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cccccttttt


Registered: Feb 2006
Posts: 1

NKS version of Maxwell field equations

Looking for NKS model of Maxwell's field equations.


Consider electric charges A and B.

Accelerate A, and according to QED, photons are

emitted which travel over and interact with B, causing

it to accelerate. (QED: The Strange Theory of

Light and Matter by Feynman)


Suppose each particle's position were on a 3D lattice,

and moved at each tick of a clock to a new position.


Someone skilled in NHK must have formulated

an algorithm to describe the motion of B relative to A.


In large particle systems the behavior would approximate

Maxwell's field equations and give the illusion

of smoothness and continuity.


On the very small scale this "grainy" NKS approach


....is simple to visualize and teach

....lends itself to nano simulations

....avoids the machinery of vector calculus

....eliminates the need for the concept of MAGNETISM..


I read this lattice approach has been used for

quark calculations, but have seen no formulation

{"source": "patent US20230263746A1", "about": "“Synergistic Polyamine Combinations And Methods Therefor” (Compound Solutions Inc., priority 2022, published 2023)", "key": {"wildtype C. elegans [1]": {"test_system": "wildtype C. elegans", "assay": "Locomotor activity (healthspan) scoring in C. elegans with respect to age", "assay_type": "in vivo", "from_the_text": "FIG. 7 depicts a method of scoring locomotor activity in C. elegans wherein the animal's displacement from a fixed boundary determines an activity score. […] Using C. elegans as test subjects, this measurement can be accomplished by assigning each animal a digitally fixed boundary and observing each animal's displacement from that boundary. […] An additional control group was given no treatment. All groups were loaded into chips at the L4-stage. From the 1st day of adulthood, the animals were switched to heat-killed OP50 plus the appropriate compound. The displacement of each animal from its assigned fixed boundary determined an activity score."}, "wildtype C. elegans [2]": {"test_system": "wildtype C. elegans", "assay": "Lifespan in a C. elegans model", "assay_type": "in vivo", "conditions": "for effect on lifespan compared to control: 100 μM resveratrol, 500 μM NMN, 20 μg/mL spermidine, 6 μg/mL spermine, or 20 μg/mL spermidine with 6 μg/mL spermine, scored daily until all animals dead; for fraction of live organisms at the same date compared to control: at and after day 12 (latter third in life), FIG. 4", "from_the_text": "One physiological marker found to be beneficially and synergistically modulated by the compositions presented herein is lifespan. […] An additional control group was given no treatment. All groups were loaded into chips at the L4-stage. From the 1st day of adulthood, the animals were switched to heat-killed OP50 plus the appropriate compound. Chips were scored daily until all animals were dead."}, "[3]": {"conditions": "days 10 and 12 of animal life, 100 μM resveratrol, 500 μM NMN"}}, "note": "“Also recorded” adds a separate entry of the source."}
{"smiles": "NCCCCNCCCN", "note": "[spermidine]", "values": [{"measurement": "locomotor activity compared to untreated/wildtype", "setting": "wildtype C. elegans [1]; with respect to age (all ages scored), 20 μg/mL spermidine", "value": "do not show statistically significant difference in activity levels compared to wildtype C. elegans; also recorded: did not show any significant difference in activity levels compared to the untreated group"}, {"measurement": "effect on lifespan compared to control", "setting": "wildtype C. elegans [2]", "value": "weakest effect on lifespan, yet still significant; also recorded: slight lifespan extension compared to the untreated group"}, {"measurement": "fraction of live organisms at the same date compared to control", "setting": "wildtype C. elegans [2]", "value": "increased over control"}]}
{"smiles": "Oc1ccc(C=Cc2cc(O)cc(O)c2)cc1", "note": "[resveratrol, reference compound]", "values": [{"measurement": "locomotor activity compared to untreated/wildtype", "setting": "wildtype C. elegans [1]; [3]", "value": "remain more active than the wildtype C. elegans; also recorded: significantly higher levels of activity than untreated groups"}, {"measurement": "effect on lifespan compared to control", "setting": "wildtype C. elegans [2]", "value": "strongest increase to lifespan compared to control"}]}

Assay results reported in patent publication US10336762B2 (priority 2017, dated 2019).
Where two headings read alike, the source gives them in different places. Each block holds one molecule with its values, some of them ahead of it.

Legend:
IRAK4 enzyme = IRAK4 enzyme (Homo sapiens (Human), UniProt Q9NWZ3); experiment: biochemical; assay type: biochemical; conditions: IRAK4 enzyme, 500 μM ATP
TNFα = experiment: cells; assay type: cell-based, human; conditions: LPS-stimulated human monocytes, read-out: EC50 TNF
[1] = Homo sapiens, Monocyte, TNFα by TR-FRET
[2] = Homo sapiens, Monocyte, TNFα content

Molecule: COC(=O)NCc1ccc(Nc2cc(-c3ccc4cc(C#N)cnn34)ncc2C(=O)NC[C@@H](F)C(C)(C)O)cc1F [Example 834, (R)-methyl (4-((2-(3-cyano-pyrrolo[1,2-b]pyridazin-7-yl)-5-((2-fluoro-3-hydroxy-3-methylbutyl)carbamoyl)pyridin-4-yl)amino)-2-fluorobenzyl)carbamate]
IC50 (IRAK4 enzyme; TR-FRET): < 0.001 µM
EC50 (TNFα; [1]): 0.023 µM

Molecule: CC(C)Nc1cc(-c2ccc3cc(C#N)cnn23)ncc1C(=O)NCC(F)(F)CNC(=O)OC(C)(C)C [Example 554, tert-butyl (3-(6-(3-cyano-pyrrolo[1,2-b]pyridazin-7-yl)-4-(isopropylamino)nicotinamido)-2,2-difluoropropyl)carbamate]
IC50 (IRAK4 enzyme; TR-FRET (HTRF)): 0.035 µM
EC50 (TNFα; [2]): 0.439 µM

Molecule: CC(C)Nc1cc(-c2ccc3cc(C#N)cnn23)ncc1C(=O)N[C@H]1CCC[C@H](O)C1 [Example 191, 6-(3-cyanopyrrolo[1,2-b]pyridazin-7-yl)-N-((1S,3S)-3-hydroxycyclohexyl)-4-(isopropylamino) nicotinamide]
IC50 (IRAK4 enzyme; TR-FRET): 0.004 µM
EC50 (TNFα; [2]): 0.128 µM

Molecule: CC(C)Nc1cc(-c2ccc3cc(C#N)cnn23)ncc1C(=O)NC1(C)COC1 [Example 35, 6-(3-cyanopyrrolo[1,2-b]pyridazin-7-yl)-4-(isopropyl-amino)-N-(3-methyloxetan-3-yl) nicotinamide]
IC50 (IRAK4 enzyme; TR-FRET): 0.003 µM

for electric charges.



Any information appreciated.


Cam Trenor
Bellevue, Wa.

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Old Post 02-20-2006 08:44 PM
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Todd Rowland
Wolfram Research
Maryland

Registered: Oct 2003
Posts: 113

I was talking to Anthony Martin about this problem at the Midwest NKS 2005 conference. It is a good problem, worth pursuing from a NKS perspective.

Let me suggest some ways to get started.

First of all, one might as well start in 2D, (or possibly start in 1D), just as E+M is usually taught. The most obvious thing to try is to borrow from the fluids model, the basic idea that each cell on a hexagonal grid contains at most one particle going in a given direction (not unlike the Pauli principle). One might start by insisting on conservation of momentum and conservation of energy, and enumerate all rules satisfying those properties. The search for a purely particle based system is smaller because noncolliding particles pass through each other, while I'd expect a E+M model to relax this requirement.

One would need a test, and the first might be with a system just consisting of photons. Only later, would one try adding photon-electron interactions and calculating whether the photons were properly scattered by an electron, and so on.

Feynman's book is a nice reference, and one could also consult p.1060. It is worth pointing out that these sorts of particle models don't take into account phase, which is a property which would ideally be a consequence of a model, rather than something built into it.

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